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The tomato is a plant in the Solanaceae or nightshade family. Originating in South America, the tomato (Lycopersicon lycopersicum and L. esculentum) is now grown world-wide for its brightly coloured (usually red, from the pigment lycopene) edible fruits. The word "tomato" is of Nahuatl origin.

In the 16th and 17th centuries, many Europeans believed tomatoes were poisonous, because of the plant's relationship to nightshade and tobacco, although they were grown as garden ornamentals.

Lingering doubts about the safety of the tomato were supposedly put to rest in 1820, when Colonel Robert Gibbon Johnson announced that at noon on September 28, he would eat a bushel of tomatoes in front of the Salem, Massachusetts courthouse. Purportedly, an immense crowd of more than 2,000 persons gathered in front of the courthouse to watch the poor man die after eating the poisonous fruits, and were shocked when he lived.

This misapprehension has been banished, and tomatoes are now eaten freely in Europe as well as the rest of the world. In the past it has also periodically been esteemed as a purported aphrodisiac; today, its consumption is believed to benefit the heart.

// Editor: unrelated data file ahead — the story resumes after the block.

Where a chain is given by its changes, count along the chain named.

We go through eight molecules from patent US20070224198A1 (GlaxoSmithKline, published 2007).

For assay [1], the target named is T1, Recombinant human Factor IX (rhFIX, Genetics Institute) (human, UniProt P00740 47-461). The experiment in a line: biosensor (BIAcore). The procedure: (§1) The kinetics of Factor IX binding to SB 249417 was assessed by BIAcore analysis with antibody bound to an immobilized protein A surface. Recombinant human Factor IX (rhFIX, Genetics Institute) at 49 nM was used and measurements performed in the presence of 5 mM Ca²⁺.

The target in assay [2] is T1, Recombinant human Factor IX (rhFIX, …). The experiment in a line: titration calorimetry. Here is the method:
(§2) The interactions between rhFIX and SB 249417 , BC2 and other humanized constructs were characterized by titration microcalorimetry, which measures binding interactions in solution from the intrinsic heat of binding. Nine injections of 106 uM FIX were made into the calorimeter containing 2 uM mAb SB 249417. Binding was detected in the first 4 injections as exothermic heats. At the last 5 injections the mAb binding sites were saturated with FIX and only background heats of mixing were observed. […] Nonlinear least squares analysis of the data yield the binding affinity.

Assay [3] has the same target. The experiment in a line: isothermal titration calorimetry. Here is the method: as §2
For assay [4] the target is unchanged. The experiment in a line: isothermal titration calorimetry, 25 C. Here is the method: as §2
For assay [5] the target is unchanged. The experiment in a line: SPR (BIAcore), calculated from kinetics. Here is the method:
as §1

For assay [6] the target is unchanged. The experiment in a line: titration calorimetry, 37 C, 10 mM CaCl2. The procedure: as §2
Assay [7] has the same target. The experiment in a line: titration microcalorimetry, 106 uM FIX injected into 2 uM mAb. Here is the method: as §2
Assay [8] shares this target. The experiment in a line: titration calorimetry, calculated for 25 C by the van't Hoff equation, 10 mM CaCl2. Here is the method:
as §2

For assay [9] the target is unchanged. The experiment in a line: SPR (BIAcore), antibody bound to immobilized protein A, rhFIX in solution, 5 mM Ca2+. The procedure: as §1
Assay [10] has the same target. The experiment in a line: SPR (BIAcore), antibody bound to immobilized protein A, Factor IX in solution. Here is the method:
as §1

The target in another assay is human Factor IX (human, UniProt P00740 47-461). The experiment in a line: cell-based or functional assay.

Botanically a berry, the tomato is generally thought of--and used--as a vegetable: it's more likely to be part of a sauce or a salad than eaten whole as a snack, let alone as part of a dessert (though, depending on the variety, they can be quite sweet, especially roasted).

Used extensively in most Mediterranean cuisines, especially Italian ones. The tomato has an acidic property that is used to bring out other flavors.

The town of Buņol, Spain annually celebrates La Tomatina, a festival centered on an enormous tomato fight.

(Lycopene, one of nature's most powerful antioxidants, is found to be beneficial)

The reputation of tomatoes has been severely damaged by their appearance in the "Killer Tomatoes" movies. More on IMDB.

See also: Pizza (Italian cuisine), Pa amb tomaquet (Catalan cuisine), Gazpacho (Andalusian cuisine), Ketchup

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